c. Understanding of how to handle appeals

d. Understanding of backing up games

There are some skills that L2s will build while floor judging competitive events. A good understanding of each of these is needed for L3, and a conversation about each with an L4 is the best way to ensure the skill. The interviewer should consider all of the tasks that each team at a large event might encounter, and ensure that the candidate is familiar with them, and could assist a new L2 in learning them. Examples include, but aren’t limited to, proficiency in checking decks, understanding of the various parts of end of round procedure, and setting up a top 8 bracket from standings. Listing all the required skills would require an entire article of its own. 

e. Proficiency with technology tools common to multi-day events

L3s should have exposure to any scorekeeping, end of round, deck check or other judge technology tools found at large events. This extends to judge use of these tools, but doesn’t need to include using them as a scorekeeper, admin or other role.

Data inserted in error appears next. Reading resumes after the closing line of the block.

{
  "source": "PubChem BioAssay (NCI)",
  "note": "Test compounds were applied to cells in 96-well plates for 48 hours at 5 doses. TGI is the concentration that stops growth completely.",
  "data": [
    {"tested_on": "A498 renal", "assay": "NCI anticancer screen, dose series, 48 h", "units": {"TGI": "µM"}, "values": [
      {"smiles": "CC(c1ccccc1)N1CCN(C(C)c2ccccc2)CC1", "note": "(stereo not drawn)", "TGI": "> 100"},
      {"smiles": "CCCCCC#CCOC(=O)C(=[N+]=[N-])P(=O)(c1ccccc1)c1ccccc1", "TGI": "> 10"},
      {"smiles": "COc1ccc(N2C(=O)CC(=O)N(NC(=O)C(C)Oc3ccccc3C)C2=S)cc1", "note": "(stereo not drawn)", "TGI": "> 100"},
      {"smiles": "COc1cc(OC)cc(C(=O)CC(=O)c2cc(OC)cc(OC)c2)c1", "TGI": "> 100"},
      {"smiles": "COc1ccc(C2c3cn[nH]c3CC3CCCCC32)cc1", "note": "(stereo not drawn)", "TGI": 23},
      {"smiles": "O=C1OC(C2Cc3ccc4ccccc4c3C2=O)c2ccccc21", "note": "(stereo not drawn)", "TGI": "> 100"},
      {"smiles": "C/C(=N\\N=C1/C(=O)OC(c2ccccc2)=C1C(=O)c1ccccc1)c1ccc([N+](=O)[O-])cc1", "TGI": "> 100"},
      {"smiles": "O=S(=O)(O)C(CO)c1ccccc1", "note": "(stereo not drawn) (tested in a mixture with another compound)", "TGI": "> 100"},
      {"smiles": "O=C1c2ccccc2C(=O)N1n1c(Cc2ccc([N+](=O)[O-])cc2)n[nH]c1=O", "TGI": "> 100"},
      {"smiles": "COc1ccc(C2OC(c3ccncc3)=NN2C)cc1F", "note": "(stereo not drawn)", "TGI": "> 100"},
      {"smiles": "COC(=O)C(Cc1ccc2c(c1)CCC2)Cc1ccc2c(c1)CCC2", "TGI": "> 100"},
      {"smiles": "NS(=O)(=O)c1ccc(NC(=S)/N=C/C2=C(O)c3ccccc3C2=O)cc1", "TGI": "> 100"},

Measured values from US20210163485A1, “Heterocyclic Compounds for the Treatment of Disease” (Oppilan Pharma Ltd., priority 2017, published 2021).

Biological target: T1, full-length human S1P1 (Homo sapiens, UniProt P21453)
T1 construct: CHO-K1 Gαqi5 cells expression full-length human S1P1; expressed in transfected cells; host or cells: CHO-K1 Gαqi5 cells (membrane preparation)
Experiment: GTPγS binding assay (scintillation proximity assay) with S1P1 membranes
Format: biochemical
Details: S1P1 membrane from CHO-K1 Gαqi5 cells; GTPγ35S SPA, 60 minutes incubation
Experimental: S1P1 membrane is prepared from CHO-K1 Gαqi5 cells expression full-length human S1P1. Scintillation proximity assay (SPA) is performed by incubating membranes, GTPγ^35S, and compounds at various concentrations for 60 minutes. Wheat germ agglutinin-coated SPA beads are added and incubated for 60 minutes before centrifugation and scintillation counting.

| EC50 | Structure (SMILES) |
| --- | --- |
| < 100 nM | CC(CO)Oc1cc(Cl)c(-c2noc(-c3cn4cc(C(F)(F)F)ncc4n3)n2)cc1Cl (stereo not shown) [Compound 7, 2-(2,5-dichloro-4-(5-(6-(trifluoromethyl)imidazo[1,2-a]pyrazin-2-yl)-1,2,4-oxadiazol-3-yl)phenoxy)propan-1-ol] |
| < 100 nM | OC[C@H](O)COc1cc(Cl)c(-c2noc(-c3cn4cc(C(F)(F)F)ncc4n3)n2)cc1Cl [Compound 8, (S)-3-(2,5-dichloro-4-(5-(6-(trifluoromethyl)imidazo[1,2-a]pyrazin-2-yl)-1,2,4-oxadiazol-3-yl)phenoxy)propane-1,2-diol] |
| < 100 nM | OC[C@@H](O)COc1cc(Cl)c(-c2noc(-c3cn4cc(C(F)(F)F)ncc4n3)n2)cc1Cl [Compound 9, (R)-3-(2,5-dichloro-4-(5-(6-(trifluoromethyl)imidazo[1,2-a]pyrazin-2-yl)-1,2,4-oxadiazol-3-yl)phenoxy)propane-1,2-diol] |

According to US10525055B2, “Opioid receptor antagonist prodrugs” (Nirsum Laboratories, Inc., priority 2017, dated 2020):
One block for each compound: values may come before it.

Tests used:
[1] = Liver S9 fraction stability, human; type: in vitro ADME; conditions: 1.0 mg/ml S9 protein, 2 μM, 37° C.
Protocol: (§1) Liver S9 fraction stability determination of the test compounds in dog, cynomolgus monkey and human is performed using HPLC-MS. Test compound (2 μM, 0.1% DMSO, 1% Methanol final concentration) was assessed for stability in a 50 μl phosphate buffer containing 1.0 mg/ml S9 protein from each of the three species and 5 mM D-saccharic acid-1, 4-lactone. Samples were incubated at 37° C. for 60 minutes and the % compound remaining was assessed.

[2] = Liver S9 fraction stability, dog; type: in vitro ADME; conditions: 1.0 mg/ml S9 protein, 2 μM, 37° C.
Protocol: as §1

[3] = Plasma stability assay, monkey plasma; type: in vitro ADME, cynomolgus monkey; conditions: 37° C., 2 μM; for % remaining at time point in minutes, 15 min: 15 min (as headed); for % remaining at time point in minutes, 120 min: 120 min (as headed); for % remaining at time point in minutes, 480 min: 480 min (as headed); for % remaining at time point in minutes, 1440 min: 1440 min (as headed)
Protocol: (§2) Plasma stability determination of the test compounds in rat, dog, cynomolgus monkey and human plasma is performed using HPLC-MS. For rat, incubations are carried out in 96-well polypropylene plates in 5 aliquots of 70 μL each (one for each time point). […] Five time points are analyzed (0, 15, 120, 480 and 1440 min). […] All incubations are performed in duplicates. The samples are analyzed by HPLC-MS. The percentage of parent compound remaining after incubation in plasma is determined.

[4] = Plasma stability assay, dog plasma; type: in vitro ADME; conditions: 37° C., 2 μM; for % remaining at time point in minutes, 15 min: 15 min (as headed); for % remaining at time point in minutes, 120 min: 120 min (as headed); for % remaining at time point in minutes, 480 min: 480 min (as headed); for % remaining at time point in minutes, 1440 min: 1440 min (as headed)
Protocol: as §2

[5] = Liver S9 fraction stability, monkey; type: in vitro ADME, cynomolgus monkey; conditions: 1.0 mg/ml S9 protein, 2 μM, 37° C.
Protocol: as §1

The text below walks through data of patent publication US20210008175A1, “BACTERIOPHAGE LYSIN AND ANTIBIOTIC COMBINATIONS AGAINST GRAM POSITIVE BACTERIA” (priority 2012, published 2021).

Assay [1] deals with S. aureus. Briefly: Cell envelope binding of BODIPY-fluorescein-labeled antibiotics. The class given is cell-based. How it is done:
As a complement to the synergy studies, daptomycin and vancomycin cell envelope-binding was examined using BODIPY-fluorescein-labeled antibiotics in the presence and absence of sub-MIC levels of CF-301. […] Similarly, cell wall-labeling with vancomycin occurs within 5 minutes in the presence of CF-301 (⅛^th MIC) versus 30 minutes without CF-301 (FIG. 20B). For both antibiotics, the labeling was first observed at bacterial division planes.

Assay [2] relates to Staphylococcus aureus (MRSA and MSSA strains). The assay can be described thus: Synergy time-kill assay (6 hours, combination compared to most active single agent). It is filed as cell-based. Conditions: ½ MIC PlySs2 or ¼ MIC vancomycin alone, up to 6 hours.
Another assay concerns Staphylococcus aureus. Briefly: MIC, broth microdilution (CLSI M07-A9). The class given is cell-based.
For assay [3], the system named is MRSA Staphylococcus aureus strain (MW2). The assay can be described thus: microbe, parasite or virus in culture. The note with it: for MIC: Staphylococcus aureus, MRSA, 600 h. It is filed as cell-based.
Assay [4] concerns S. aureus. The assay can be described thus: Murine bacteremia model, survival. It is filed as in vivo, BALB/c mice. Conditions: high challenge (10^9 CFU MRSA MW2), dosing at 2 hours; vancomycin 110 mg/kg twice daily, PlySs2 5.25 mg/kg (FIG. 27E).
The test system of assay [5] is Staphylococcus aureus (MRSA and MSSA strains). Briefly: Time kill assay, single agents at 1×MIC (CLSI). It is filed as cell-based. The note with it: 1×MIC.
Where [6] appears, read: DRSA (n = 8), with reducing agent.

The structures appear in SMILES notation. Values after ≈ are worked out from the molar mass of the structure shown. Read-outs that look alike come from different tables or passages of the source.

f. Conflict management for players and other judges

As floor judges grow, they will be trusted more to help mediate conflicts. L3s aren’t expected to be able to solve every conflict, but if two players or judges are upset about something, they shouldn’t abandon the situation entirely. 

g. Results of reflections on recommendation review 

Self-evaluation’s importance in growth increases at every level, and through the reviews received while working towards L3, many candidates will be told a lot about their weaknesses. Strong candidates will take these in stride and improve – if a candidate can’t handle criticism at all, they might not be ready for L3.

h. Understanding of how to certify a judge for L2

The standards and requirements for L2 are significantly more complicated than L1. The interviewing judge should go over the requirements with the candidate to ensure that the candidate has consistent standards for L2. Notably, the requirements for L2 have changed with Judge Foundry, and it’s important to not hold judges back from leveling up due to outdated standards. 

6. Pass the Level Three Policy Exam with a score of 80 or better 

The final step is to take the L3 policy exam. There is no additional rules test for L3, but the policy expectations for floor judges scale quickly, so a policy exam to raise the standard is required. The community is developing testing standards and requirements, and Judge Foundry expects robust discussion among the community about expectations and accommodations for L3 testing. 

Matthew reviews a decklist at MagicFest Indy in 2019. Photo © John Brian McCarthy
Matthew reviews a decklist at MagicFest Indy in 2019. Photo © John Brian McCarthy